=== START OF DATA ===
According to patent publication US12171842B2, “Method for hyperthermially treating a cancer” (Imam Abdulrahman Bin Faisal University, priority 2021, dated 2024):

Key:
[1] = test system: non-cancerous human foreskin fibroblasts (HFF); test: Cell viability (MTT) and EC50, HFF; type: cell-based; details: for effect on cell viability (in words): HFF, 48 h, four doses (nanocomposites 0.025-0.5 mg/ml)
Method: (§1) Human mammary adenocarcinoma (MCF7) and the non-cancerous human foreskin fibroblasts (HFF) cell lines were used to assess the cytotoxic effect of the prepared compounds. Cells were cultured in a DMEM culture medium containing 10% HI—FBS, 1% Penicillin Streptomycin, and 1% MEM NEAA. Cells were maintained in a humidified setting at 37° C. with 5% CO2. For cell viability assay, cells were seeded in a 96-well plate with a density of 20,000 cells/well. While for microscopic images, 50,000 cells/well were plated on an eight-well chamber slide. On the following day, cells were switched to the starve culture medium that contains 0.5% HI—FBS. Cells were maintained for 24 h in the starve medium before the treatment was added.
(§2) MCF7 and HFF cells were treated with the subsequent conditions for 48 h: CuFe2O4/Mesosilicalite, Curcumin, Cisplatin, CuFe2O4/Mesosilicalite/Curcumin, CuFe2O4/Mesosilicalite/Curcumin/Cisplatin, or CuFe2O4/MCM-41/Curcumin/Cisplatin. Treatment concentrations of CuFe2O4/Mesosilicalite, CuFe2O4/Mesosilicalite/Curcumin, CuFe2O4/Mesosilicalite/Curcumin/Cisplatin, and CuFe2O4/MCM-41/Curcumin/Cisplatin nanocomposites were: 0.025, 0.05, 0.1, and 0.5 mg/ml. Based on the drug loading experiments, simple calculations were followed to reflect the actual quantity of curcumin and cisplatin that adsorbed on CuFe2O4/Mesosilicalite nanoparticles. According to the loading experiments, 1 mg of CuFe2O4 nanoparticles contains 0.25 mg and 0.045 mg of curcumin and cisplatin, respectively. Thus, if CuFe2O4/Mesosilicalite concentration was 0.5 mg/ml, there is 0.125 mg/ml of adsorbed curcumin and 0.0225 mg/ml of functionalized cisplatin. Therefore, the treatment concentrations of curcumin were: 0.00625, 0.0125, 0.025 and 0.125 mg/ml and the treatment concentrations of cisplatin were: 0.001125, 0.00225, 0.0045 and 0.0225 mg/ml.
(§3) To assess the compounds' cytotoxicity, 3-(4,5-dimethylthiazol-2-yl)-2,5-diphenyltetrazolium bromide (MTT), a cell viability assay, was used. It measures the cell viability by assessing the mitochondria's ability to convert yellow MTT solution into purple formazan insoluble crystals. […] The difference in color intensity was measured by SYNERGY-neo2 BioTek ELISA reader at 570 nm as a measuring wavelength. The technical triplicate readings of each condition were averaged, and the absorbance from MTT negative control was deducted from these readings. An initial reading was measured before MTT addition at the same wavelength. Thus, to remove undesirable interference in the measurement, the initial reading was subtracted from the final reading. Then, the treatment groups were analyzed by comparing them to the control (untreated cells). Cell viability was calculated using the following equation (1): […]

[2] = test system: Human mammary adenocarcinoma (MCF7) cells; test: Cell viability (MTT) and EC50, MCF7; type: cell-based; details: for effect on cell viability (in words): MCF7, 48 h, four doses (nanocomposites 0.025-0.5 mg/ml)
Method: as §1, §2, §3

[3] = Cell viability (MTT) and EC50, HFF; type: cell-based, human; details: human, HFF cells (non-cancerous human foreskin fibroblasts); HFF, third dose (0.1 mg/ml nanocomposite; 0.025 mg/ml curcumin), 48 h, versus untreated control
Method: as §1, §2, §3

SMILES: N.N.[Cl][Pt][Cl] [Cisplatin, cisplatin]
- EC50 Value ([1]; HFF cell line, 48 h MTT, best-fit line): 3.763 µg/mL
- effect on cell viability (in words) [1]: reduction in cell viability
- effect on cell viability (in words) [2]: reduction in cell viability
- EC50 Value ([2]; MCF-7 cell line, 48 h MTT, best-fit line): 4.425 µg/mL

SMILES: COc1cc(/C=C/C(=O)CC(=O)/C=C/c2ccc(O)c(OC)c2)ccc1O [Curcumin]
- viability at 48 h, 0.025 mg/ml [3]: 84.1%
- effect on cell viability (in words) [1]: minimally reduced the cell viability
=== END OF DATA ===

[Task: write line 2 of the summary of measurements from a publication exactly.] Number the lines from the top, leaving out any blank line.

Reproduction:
Key: